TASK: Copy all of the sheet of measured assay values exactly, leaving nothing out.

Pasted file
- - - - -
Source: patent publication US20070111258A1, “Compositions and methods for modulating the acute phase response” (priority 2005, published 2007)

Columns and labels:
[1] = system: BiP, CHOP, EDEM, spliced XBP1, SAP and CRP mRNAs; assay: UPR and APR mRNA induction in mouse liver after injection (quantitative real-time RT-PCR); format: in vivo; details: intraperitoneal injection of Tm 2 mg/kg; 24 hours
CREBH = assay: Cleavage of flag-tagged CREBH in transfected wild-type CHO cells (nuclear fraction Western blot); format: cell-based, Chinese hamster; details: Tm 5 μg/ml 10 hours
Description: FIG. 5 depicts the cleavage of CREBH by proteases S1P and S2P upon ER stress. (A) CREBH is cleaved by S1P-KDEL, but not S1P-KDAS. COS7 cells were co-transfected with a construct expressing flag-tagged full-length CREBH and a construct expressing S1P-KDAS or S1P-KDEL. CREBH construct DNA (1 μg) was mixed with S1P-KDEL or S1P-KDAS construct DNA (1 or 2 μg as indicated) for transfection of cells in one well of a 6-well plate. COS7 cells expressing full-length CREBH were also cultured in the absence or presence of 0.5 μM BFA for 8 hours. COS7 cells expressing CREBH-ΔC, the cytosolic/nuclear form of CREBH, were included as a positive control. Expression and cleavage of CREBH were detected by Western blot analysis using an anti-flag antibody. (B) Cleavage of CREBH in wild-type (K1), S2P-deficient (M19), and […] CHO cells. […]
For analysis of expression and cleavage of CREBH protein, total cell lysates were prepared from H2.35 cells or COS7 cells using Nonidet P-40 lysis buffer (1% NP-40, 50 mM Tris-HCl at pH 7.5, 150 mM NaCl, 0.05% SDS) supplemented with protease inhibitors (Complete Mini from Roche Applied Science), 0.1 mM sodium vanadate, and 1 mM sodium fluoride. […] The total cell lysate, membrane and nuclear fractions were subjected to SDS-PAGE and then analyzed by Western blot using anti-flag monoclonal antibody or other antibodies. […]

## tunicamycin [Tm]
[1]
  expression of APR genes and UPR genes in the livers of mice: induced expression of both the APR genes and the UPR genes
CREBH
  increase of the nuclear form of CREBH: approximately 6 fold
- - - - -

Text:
Source: patent publication US20070111258A1, “Compositions and methods for modulating the acute phase response” (priority 2005, published 2007)

Columns and labels:
[1] = system: BiP, CHOP, EDEM, spliced XBP1, SAP and CRP mRNAs; assay: UPR and APR mRNA induction in mouse liver after injection (quantitative real-time RT-PCR); format: in vivo; details: intraperitoneal injection of Tm 2 mg/kg; 24 hours
CREBH = assay: Cleavage of flag-tagged CREBH in transfected wild-type CHO cells (nuclear fraction Western blot); format: cell-based, Chinese hamster; details: Tm 5 μg/ml 10 hours
Description: FIG. 5 depicts the cleavage of CREBH by proteases S1P and S2P upon ER stress. (A) CREBH is cleaved by S1P-KDEL, but not S1P-KDAS. COS7 cells were co-transfected with a construct expressing flag-tagged full-length CREBH and a construct expressing S1P-KDAS or S1P-KDEL. CREBH construct DNA (1 μg) was mixed with S1P-KDEL or S1P-KDAS construct DNA (1 or 2 μg as indicated) for transfection of cells in one well of a 6-well plate. COS7 cells expressing full-length CREBH were also cultured in the absence or presence of 0.5 μM BFA for 8 hours. COS7 cells expressing CREBH-ΔC, the cytosolic/nuclear form of CREBH, were included as a positive control. Expression and cleavage of CREBH were detected by Western blot analysis using an anti-flag antibody. (B) Cleavage of CREBH in wild-type (K1), S2P-deficient (M19), and […] CHO cells. […]
For analysis of expression and cleavage of CREBH protein, total cell lysates were prepared from H2.35 cells or COS7 cells using Nonidet P-40 lysis buffer (1% NP-40, 50 mM Tris-HCl at pH 7.5, 150 mM NaCl, 0.05% SDS) supplemented with protease inhibitors (Complete Mini from Roche Applied Science), 0.1 mM sodium vanadate, and 1 mM sodium fluoride. […] The total cell lysate, membrane and nuclear fractions were subjected to SDS-PAGE and then analyzed by Western blot using anti-flag monoclonal antibody or other antibodies. […]

## tunicamycin [Tm]
[1]
  expression of APR genes and UPR genes in the livers of mice: induced expression of both the APR genes and the UPR genes
CREBH
  increase of the nuclear form of CREBH: approximately 6 fold